The Middle of Everywhere

Orca Book PublishersSKU: 9781554690909

Author:
Polak, Monique
Grade Levels:
Six, Seven, Eight, Nine, Ten
Nation:
Arctic, Inuit
Book Type:
PB
Pages:
201
Publisher:
Orca Book Publishers

Price:
Sale price$14.95
Stock:
In stock

Description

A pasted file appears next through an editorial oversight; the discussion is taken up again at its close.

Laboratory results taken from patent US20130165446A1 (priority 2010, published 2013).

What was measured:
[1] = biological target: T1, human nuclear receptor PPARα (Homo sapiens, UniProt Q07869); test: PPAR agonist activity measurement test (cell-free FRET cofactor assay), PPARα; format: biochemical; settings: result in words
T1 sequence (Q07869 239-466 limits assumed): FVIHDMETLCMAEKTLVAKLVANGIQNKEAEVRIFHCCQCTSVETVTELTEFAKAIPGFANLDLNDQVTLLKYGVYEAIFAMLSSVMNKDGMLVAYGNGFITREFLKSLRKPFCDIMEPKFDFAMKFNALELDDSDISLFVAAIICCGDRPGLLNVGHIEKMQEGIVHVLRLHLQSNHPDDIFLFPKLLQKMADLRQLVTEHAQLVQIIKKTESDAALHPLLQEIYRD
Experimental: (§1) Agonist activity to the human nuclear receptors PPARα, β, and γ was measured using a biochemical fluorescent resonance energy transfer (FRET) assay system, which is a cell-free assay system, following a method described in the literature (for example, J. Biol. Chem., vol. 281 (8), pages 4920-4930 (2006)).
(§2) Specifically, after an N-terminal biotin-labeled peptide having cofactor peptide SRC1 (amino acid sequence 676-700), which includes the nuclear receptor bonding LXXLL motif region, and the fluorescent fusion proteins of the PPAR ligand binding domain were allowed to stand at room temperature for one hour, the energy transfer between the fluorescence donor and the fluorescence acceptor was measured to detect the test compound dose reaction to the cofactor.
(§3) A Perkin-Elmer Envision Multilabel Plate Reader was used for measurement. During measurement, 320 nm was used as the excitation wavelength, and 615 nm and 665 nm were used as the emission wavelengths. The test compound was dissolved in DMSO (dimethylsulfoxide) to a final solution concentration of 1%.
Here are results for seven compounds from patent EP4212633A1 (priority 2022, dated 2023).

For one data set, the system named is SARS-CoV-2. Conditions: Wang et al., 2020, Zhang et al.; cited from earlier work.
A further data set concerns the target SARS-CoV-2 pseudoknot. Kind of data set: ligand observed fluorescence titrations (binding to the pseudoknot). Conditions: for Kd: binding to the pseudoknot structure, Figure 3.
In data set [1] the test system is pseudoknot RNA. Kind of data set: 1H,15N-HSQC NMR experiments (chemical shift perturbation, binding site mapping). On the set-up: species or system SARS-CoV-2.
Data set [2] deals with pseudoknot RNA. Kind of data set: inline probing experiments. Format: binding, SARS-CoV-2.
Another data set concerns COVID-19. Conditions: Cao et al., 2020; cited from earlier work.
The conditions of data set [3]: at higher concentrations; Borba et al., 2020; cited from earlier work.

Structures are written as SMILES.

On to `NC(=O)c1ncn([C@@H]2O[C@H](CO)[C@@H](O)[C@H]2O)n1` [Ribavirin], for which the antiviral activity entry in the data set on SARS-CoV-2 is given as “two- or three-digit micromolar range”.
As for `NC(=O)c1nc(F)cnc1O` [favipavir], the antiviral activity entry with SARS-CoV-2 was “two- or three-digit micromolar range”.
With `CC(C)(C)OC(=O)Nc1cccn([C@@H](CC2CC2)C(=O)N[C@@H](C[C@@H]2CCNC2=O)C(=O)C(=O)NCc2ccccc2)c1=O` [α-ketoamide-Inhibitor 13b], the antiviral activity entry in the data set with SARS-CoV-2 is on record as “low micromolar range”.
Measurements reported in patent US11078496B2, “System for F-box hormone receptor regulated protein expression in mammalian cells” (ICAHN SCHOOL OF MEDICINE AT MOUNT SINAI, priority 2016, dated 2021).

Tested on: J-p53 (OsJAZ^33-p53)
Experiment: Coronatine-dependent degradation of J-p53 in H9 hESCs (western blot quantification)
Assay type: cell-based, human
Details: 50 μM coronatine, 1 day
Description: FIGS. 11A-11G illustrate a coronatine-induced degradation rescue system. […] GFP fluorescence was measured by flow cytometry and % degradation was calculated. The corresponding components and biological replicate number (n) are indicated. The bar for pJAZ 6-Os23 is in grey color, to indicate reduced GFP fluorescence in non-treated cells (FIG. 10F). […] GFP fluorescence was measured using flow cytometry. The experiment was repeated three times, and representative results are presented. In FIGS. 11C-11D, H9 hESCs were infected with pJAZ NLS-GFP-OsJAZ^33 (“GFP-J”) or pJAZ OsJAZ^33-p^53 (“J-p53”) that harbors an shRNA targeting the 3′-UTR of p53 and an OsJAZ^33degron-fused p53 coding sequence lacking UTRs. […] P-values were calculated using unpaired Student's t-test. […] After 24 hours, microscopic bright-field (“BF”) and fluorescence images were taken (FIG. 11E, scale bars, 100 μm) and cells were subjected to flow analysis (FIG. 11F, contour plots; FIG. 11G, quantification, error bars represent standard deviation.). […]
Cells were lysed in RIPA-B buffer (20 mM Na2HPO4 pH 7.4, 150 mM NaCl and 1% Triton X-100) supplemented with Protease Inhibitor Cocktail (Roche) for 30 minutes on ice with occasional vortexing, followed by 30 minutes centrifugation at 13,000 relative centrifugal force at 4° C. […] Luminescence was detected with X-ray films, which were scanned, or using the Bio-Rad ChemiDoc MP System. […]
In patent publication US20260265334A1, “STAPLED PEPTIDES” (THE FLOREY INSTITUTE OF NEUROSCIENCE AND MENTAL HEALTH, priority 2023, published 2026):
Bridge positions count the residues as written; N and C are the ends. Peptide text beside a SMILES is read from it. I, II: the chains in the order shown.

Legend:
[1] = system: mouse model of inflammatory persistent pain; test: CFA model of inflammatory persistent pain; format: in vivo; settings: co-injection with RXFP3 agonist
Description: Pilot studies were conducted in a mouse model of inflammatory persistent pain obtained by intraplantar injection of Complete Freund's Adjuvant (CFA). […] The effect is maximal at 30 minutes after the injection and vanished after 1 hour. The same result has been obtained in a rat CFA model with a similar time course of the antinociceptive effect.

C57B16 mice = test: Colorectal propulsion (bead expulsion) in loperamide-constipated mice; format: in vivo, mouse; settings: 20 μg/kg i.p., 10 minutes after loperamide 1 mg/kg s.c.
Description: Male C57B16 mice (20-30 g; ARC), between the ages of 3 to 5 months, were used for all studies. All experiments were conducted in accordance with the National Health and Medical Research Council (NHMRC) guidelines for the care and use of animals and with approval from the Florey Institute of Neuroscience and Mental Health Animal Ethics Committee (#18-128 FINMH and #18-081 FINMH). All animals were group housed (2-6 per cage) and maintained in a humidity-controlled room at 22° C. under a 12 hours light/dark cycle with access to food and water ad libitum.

The Middle of Everywhere is a powerful novel told in first-person narrative about a reluctant 15-year-old youth visiting his estranged father who is a respected teacher in Kangiqsualujjuaq, Quebec. Noah is nervous to visit his father in the far and desolate north because he really does not know his father and Noah really wants to remain living in Montreal with his mom and be close to all his school friends. But Noah's eyes are opened when he arrives in the small Inuit community. The first day he goes for a jog but his new-found pet dog is hit by a truck. Noah can't fathom the Inuit attitude to animals considered pets by southerners. Noah attends the school taught by his father and realizes what one feels like when you are one of only two non-Inuit people in the school. Stereotypes melt away when Noah accepts the offer to go winter camping on the land with a cultural teacher and fellow students. It is on the land where Noah begins to understand the depth of traditional knowledge held by Inuit young and old. He also learns first-hand about global warming; the Inuit sled-dog massacre by the RCMP; effects of residential school; and what issues northern teens must face. Each topic is brought seamlessly into the plot narrative. Difficult subjects such as alcoholism, family violence and teen suicide are told in ways that teens can comprehend. The action and adventure are realistically portrayed when the campers find a polar bear nosing around their tents. Throughout the novel the reader sees the ways things are for the Inuit students both boys and girls and Noah no longer resents his absent father when he begins to see his Dad in the way the students see their respected teacher. Romance is a minor subplot as is the role of bullies and how someone can deal with this behaviour. The novel is respectful of Inuit students and their struggles and the story is never dull or preachy. The author has a direct connection to students of Kangiqsualujjuaq and this respectful understanding comes through in this compelling novel recommended for grades seven to ten. ATOS Reading Level: 4.1; Lexile Measure: 660.

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